When Lions Gather
(H) For the director of the choir, set to “Do not Destroy,” of David, a Miktam, when he fled from Saul into the cave. (1) Be gracious to me, God. Be gracious to me, for in you my soul seeks refuge. In the shadow of your wings I seek refuge until the destruction passes by. (2) I cry out to God Most High, to God who fulfills (his purpose) for me. (3) He will send from heaven and deliver me. He reproaches the one who would crush me. (Selah) God sends forth his steadfast love and faithfulness. (4) My soul (is) in the midst of lions. I lie down with those who breathe out fire, even the sons of men whose teeth are spears and arrows, whose tongue is a sharp sword. (5) Be exalted above the heavens, God! (Let) your glory (be) over all the earth!
Two repetitions mark the opening verse of this psalm: the twofold invocation, “be gracious to me” and the twice-used verb, “seek refuge” (vs. 1). These immediately convey to us David’s sense of urgency as he cries out to God for protection from enemies who are portrayed as fierce predators. Their fiery breath, sharp teeth, and equally sharp tongue are all lethal weapons (vs. 4).
In the middle of this segment we find another repetition, the verb “to send,” used both in the first and third sentences of the verse (vs. 3). David takes comfort in knowing that God will assuredly send him help, namely his steadfast love and faithfulness. A final repetition, “heaven/heavens” (vss. 3 & 5), specifies the source from which the psalmist expects to receive help as well as the place where God’s glory will be manifested.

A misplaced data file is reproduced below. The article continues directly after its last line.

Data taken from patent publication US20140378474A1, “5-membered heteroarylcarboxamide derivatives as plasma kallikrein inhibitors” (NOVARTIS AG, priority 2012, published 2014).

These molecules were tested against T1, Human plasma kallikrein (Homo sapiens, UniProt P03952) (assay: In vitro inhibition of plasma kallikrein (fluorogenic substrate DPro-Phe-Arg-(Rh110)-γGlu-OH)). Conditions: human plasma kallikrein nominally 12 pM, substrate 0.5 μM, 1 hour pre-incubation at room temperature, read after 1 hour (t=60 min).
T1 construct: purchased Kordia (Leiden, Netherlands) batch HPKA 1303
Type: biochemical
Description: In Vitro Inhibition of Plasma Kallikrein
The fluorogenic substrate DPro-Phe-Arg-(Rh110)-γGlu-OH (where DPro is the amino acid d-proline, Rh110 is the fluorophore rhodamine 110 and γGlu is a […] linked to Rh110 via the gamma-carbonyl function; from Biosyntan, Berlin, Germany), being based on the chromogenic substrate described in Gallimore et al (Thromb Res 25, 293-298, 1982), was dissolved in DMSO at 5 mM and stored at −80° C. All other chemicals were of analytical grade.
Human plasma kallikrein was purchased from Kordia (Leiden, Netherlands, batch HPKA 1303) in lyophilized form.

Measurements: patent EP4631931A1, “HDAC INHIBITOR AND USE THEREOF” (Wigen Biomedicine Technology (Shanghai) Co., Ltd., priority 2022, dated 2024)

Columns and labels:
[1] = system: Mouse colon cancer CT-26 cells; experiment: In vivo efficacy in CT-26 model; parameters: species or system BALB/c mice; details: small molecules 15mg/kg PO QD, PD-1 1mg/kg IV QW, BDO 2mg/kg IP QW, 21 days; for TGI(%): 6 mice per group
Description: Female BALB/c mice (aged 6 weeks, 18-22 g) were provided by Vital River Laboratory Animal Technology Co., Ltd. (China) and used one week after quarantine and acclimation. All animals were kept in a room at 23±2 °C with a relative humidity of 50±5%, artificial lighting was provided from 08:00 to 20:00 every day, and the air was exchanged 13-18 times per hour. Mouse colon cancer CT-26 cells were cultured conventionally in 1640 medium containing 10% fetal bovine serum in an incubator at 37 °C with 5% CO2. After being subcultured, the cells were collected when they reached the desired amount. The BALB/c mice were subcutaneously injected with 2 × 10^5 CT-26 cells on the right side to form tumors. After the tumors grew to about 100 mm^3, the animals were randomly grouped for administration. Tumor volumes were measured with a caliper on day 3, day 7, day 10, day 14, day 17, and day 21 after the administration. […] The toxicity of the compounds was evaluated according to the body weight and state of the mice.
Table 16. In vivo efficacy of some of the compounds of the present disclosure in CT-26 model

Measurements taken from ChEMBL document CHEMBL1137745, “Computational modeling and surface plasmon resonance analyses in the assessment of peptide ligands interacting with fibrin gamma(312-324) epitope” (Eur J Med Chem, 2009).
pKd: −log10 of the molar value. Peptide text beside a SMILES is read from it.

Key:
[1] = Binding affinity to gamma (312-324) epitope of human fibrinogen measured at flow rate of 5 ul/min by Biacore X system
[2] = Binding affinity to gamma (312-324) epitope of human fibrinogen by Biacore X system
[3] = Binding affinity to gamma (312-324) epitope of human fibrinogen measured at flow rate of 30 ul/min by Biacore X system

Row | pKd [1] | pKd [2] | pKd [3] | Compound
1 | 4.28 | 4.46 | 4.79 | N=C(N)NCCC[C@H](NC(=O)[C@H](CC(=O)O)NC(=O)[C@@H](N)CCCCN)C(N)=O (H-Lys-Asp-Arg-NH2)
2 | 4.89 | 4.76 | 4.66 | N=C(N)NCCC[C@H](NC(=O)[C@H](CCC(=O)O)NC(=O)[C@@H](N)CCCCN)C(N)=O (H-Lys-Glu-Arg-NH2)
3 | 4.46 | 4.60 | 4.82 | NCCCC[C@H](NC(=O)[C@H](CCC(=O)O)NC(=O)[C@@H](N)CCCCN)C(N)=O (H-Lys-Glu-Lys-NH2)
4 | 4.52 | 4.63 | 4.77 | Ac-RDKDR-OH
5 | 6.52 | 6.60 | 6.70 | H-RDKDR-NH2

I. I seek refuge in my gracious God to shelter me. (1 & 2)
II. I trust in my faithful God to deliver me. (3 & 4)
III. I praise my glorious God who is exalted over all. (5)
When in desperate straits, surrounded by our enemies, we take refuge in God, trusting him to deliver us and praising him for his protection.
The expression, “It’s a jungle out there,” effectively conveys the dangers we face in the fallen world that surrounds us. David gives us good reason to use such a phrase by describing his enemies as vicious beasts who were ready to pounce and destroy him (vs. 4). Instead of panicking at the prospect of facing such dangers on his own, David turns to God for help and protection.
A worship song recorded by Phillips, Craig, and Dean effectively captures the message of this opening segment of Psalm 57. No matter what dangers we may have to face, our sovereign God can be trusted to protect us if we simply rely on him. Note how the words of the song move from a focus on what God is NOT to concentrate on who God IS and how this can encourage us when we are in danger: “You are not a God created by human hands. / You are not a God dependent on any mortal man. / You are not a God in need of anything we can give. / By your plan that’s just the way it is. // You’re the only God whose power none can contend. / You’re the only God whose name and praise will never end. / You’re the only God who’s worthy of everything we can give. / You are God. That’s just the way it is. // You are God alone, from before time began. / You are on your throne, you are God alone. / And right now, in the good times and bad, / you are on your throne, you are God alone.” This worship song closes in triumph: “Unchangeable, unshakable, unstoppable, that’s what you are!”